Shesa Lil Ichi

The title of this blog probably seems a bit weird. What’s even weirder is that it’s Rosa’s real name. Unlike the rest of the horses on the farm, Rosa has registration papers, and her registered name with the American Quarter Horse Association is Shesa Lil Ichi.

T and Nollind could have called her Shesa or Ichi or some other derivation of her full name, but they thought she looked like a Spanish lady with her long, dark hair and big, brown eyes and called her Rosa. Even when she first came here to the farm, at just eighteen months old, Rosa had a longer mane than I’ve ever had.

Baby Rosa.

Like me, and many other horses, even the purebreds, Rosa ended up at a livestock auction. Auctions in and of themselves are not a bad thing, but some of them are places to get rid of unwanted animals, and too many of those animals end up at a slaughterhouse. Rosa and I both went through the same auction yard about four years apart. I was purchased by a meat buyer, and quickly rebought by T and Nollind (whew!), and Rosa had the good fortune of being picked up by Bear Valley Rescue, along with her half-sister.

She gave up her sister but got this guy.

T and Nollind bought Rosa from Bear Valley as a project horse, with the intention of finding her a good home when she was four years old, trained to ride, and had seen some miles on the trail. On June 5, Rosa will be fourteen. She’s trained to ride, and she’s seen those trail miles, lots of them, but she was just too sweet to part with.

Demonstrating her sweet nature as a 3-year-old.

I wasn’t exactly well-handled when I came here either, but Rosa was a complete untouchable, not much different than a wild horse. Funny story about that. After being kept in a neighbouring paddock for a couple of weeks, T decided it was time to turn Rosa out with the rest of us. We’re not an unfriendly lot, but we are pretty curious about newcomers, and when our curiosity pursued her to the corner of the pasture, she up and jumped the fence, stood there looking back at us from the neighbouring farmer’s field.

From running from the herd to leading it out to fall pasture.

And how do you catch a horse you can’t get close to or put a halter on? Well, you use another horse, or two. T and Nollind led Nevada and Alta, the herd boss and his second in command, out into the farmer’s field near Rosa and when they turned back toward the home gate, she followed.  

Typical Rosa, quietly waiting her turn at feeding time.

T and Nollind looked after all of her initial ground training, but Rosa was sent to some trainers when she was three or four to have those first rides put on her. Not sure what those folks did, but by the time she came home, she would just stand like a statue whenever T or Nollind got on and asked her to do anything. It’s common practice to desensitize young horses during their training so that we’re not flighty about every little thing, but it was like they took every ounce of sensitivity out of her. After a few sessions with no success, T and Nollind decided they’d just ride her in the fields over the winter, see about putting some life back in her limbs, with me along to show her the ropes.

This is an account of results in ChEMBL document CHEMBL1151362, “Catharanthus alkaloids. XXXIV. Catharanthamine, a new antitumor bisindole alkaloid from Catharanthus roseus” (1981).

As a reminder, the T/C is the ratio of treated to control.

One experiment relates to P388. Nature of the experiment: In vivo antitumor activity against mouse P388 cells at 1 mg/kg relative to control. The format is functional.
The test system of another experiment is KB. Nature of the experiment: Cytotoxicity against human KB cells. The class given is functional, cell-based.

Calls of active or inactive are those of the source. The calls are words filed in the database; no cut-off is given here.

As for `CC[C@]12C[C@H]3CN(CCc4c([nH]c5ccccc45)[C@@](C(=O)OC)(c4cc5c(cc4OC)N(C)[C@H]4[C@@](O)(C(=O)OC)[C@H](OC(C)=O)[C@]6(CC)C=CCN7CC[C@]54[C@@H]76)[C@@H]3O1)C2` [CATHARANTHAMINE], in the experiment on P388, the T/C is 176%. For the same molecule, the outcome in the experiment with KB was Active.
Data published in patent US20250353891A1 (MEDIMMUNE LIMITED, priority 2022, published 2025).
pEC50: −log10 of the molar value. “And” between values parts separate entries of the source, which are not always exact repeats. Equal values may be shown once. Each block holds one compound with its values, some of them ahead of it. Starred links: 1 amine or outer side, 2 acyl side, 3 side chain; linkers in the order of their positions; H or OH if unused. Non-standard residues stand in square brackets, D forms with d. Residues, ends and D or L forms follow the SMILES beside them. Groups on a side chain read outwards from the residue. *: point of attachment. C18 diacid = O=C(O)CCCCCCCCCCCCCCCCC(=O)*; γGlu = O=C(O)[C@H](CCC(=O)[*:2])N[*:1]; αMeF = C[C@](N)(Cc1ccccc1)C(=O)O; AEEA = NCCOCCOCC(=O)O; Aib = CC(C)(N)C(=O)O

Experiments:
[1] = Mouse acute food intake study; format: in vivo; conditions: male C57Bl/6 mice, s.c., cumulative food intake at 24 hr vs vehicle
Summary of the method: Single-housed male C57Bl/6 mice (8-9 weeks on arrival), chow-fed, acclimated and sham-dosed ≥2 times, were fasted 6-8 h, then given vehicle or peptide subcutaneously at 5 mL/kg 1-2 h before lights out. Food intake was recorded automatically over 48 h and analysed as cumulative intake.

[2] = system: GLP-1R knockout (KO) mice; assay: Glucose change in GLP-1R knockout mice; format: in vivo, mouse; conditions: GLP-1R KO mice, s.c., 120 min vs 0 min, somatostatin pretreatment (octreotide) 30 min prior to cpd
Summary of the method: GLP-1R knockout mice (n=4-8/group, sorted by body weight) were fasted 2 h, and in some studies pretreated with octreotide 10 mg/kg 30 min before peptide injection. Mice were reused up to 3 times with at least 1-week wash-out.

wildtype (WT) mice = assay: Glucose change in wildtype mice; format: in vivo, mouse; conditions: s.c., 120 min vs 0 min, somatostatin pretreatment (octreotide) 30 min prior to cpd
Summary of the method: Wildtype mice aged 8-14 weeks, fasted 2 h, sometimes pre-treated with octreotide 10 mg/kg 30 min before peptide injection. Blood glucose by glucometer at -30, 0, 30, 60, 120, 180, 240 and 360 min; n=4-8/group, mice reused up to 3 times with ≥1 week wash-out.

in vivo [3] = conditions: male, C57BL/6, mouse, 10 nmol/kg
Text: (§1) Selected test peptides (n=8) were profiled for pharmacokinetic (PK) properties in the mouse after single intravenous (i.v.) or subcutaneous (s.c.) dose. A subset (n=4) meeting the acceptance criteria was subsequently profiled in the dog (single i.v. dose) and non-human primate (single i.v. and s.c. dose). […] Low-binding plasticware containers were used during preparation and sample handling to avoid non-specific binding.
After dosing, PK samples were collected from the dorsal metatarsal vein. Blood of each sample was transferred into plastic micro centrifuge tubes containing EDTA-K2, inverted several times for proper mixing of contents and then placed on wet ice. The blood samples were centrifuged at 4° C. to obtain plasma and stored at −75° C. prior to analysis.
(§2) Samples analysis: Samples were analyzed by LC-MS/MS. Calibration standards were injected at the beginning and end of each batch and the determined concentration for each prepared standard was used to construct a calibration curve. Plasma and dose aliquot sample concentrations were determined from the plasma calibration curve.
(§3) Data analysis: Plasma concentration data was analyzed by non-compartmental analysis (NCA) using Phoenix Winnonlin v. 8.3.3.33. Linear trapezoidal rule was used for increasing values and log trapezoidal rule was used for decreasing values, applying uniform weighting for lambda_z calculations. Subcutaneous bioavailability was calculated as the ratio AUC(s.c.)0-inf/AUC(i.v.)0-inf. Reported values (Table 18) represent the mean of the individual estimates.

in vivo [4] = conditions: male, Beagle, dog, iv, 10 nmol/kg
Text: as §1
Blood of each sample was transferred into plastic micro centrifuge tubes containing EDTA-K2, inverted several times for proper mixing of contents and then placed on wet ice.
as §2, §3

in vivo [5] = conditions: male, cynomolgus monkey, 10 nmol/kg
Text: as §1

Starting her ground training.

Once she was outside the fenced areas of the round pen or riding ring, she was fine, walked out like a champ, wasn’t afraid of much, and didn’t mind leaving home. Between you and me, I think that’s when she became a permanent resident rather than a resale project, when she showed her solid mind and easy attitude. The following year on the trails, it was like she’d been doing it for years, rarely spooky about anything and always keen to see what was around the next bend.

Water crossings were no big deal for Rosa.

Her timing was perfect because, by this time, Nevada was twenty and starting to experience some difficulty with the steep trails we ride in the foothills of the Rocky Mountains. It was a natural transition. Rosa became Nollind’s mountain horse and Nevada was semi-retired. Good thing he was reaching retirement age or it might have been me left behind at the farm. I love to go, but I can’t say I have the same relaxed attitude toward strange things along the trail that Rosa does.

Trail horse extraordinaire.

She’s Nevada’s girl for the most part, but the three of us are pretty tight. T often refers to us as the three amigos since we’re rarely farther than a few feet apart. She’s my trail partner and also my diet companion, cursed with the same slow metabolism as I have. Nollind refers to her as rubenesque, which I think is part of the reason she loves him so much. 🙂

She might be Nevada’s girl but she’s my scratching post at the trailhead.

Her ability to put on weight easily is coupled with a tendency toward a condition called laminitis, an inflammation in the feet often caused by too much rich food, like spring grass. And she does love her grass. This year, T is trying some new supplements, Nollind’s got her on a different trim program, and we’ve all got hooves crossed that she won’t have to be locked up in a dirt pen and fed hay for the spring and summer. It wouldn’t be the first time.